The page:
(9 am. – promoted by ek hornbeck)
While the footage below may or may not be of the internment camps in question (and I think it probably isn’t), I applaud its producer’s efforts in the face of the main media’s failure to inform the public.
That day has come with the Military Commissions Act of 2006. It provides the basis for the President to round-up both aliens and U.S. citizens he determines have given material support to terrorists. Kellogg Brown & Root, a subsidiary of Cheney’s Halliburton, is constructing a huge facility at an undisclosed location to hold tens of thousands of undesirables.
To begin, “Marjorie Cohn, a professor at Thomas Jefferson School of Law,” puts the internment camps in a historical context.
During the McCarthy period of the 1950s, in an effort to eradicate the perceived threat of communism, the government engaged in widespread illegal surveillance to threaten and silence anyone who had an unorthodox political viewpoint. Many people were jailed, blacklisted and lost their jobs. Thousands of lives were shattered as the FBI engaged in “red-baiting.” One month after the terrorist attacks of September 11, 2001, United States Attorney General John Ashcroft rushed the U.S.A. Patriot Act through a timid Congress. The Patriot Act created a crime of domestic terrorism aimed at political activists who protest government policies, and set forth an ideological test for entry into the United States.
In 1944, the Supreme Court upheld the legality of the internment of Japanese and Japanese-American citizens in Korematsu v. United States. Justice Robert Jackson warned in his dissent that the ruling would “lie about like a loaded weapon ready for the hand of any authority that can bring forward a plausible claim of an urgent need.”
Then, last year the following was reported in an article entitled “Rule by fear or rule by law?”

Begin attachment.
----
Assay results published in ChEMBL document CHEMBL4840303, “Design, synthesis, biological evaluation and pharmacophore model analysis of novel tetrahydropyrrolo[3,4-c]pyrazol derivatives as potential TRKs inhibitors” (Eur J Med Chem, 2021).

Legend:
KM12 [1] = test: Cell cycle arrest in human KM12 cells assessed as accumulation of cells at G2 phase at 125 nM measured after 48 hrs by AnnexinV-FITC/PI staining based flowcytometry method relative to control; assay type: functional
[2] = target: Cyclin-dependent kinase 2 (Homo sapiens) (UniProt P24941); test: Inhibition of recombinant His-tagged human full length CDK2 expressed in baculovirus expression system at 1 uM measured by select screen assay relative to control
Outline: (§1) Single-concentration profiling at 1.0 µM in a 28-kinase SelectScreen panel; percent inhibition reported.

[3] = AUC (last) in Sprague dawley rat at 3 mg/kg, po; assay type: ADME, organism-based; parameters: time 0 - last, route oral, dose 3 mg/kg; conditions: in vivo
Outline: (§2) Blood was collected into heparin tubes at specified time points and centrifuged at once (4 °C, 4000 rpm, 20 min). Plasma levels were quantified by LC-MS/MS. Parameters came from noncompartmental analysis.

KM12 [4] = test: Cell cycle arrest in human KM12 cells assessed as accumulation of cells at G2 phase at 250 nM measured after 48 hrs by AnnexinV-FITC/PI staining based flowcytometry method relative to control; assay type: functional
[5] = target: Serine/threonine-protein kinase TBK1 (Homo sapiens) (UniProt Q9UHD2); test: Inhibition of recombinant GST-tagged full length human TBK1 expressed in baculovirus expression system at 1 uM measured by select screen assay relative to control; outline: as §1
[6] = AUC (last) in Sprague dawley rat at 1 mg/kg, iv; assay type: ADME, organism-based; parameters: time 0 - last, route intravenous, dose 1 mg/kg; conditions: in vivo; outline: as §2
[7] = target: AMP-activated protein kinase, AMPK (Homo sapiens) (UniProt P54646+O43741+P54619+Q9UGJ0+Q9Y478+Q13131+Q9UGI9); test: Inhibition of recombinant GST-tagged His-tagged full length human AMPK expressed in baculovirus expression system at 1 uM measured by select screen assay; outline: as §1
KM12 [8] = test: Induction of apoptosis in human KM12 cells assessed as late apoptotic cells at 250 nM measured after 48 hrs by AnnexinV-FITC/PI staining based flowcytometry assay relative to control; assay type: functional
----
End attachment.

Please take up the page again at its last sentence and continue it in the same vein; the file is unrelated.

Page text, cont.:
Fraud-busters such as Rep. Henry Waxman, D-Los Angeles, have complained about these contracts, saying that more taxpayer dollars should not go to taxpayer-gouging Halliburton. But the real question is: What kind of “new programs” require the construction and refurbishment of detention facilities in nearly every state of the union with the capacity to house perhaps millions of people?
Sect. 1042 of the 2007 National Defense Authorization Act (NDAA), “Use of the Armed Forces in Major Public Emergencies,” gives the executive the power to invoke martial law. For the first time in more than a century, the president is now authorized to use the military in response to “a natural disaster, a disease outbreak, a terrorist attack or any other condition in which the President determines that domestic violence has occurred to the extent that state officials cannot maintain public order.”
The Military Commissions Act of 2006, rammed through Congress just before the 2006 midterm elections, allows for the indefinite imprisonment of anyone who donates money to a charity that turns up on a list of “terrorist” organizations, or who speaks out against the government’s policies. The law calls for secret trials for citizens and noncitizens alike.
What should be drawn from all this? That is, that internment camps were either only planned to be constructed or refurbished, or that internment camps were in fact constructed or refurbished for the purposes of detaining “immigrants” or “enemy combatants.” Add to this, the fact that FEMA was preparing to use religion to subdue any resistance to martial law; and/or, resistance from being removed from one’s own home to an undisclosed location.
“Also, it seems the changes to the Insurrection Act have survived the conference because the Pentagon and the White House want it. It is easy to see the attempts of the President and his advisors to avoid the debacle involving the National Guard after Hurricane Katrina, when Governor Blanco of Louisiana would not give control of the National Guard over to President and the Federal chain of command. Governor Blanco rightfully insisted that she be closely consulted and remain largely in control of the military forces operating in the State during that emergency. This infuriated the White House, and now they are looking for some automatic triggers–natural disasters, terrorist attacks, or a disease epidemic–to avoid having to consult with the Governors.